Anna has always been interested in health. At primary school she knew she wanted to study it, even if she didn’t know exactly how. At Imperial, she studied for a PhD in Bioengineering, during which she developed novel biomaterials that respond to force. Anna says working on an ambitious project at Imperial helped her develop transferable research skills necessary to successfully answer difficult research questions.
At the end of her PhD and in her late 20s, she chose women’s health as her specialty. “There are so many conditions that affect women’s reproductive health, and few of them have been carefully studied,” she says.
After leaving Imperial, Anna moved to Germany as a Women in Research Fellow, where she focused on endometriosis. Using the skills she gained at Imperial, Anna designed 3D models for studying endometriosis. It’s something she describes as a “Disease in a dish”, and it enables her and other researchers to study the condition more systematically.
Endometriosis is a condition that affects around 10% of women globally, can be extremely painful and is linked to infertility. There is no curative treatment available.
A systematic approach
Anna’s now a Postdoctoral Researcher at Harvard. She’s been working on a similar bioengineering concept, something she calls a “Cervix on a chip.” Using microfluidic devices, Anna can control both chemical and physical signals the cells experience and can thus closely mimic human tissue. "It also means we can reduce the number of tests on laboratory animals. This is important especially because the commonly used rodent models don't menstruate and differ from humans in many other important aspects and therefore any data based on rodents don't tell the whole story." She is interested in studying how cervical tissue produces mucus and responds to different drugs and hormones. "Using microfluidic chips provides a systematic way of analysing health and treatment options, before we progress to trials in patients" she says.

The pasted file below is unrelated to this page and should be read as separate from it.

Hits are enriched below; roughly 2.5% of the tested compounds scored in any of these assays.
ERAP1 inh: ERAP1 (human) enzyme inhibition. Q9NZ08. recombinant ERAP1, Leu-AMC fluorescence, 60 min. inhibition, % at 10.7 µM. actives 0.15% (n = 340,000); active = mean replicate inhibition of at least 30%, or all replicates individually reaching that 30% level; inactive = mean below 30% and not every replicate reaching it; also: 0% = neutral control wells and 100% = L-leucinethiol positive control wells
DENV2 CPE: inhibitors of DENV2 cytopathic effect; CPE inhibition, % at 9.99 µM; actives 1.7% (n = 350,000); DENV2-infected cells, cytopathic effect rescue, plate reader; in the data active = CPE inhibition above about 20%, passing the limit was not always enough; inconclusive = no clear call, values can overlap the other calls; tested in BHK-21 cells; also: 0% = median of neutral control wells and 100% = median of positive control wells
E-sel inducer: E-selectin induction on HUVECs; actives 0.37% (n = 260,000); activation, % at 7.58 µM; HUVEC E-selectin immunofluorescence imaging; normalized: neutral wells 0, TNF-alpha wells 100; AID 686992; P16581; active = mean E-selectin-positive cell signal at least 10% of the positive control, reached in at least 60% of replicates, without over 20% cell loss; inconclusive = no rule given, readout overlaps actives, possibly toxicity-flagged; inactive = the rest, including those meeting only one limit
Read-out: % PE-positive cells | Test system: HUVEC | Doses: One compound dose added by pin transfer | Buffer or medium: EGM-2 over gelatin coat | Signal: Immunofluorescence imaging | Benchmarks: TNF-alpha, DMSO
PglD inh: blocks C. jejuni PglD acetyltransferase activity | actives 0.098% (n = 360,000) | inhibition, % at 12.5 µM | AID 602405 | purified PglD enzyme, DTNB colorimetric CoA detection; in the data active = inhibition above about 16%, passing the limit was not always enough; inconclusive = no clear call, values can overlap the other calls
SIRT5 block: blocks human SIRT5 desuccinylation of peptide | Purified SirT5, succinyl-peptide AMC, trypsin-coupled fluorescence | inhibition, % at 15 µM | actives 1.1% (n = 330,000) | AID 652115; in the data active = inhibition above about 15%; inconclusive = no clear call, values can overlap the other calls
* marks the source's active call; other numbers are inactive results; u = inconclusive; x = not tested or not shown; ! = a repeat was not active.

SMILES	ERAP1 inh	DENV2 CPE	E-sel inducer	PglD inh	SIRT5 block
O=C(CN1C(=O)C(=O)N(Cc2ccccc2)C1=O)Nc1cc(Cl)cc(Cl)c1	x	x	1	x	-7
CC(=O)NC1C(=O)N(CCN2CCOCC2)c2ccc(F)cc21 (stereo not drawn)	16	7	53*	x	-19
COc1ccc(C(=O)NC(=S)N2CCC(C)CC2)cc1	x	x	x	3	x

Czexpats in Science
Anna started her studies at the Czech Technical University in Prague, where she met Markéta Kubánková (PhD Chemistry 2017) and Vladka Petráková. Together they formed Czexpats in Science and changed the scientific landscape of the Czech Republic for the better.
30 years after the fall of communism, Czech scientists are now spread out throughout Europe and much of the world. "On the one hand, this is a great opportunity for the scientists to learn and network, on the other hand the country sees a major 'brain drain' where educated people leave to go to other countries. There was no platform to bring Czech scientists together and connect them to their colleagues or provide information on how to find opportunities abroad or return home and start independent research careers there."
The Czexpats In Science platform aims to connect Czech scientists abroad with each other and with scientists and scientific institutions in the Czech Republic.
Changing science policy
A sense of isolation gave Anna, Markéta and Vladka the idea to create Czexpats in Science. They launched with their first annual conference in 2018, where scientists could meet with one another in their home country, as well as policymakers in the Czech government.
Today the Czexpats in Science community has grown from its three co-founders to more than 270 registered members. Many regularly publish articles on the non-profit's online platform. Some are working with Czech policymakers and key decision-makers, including the Czech Prime Minister. Others have become involved with the Czech Academy of Science.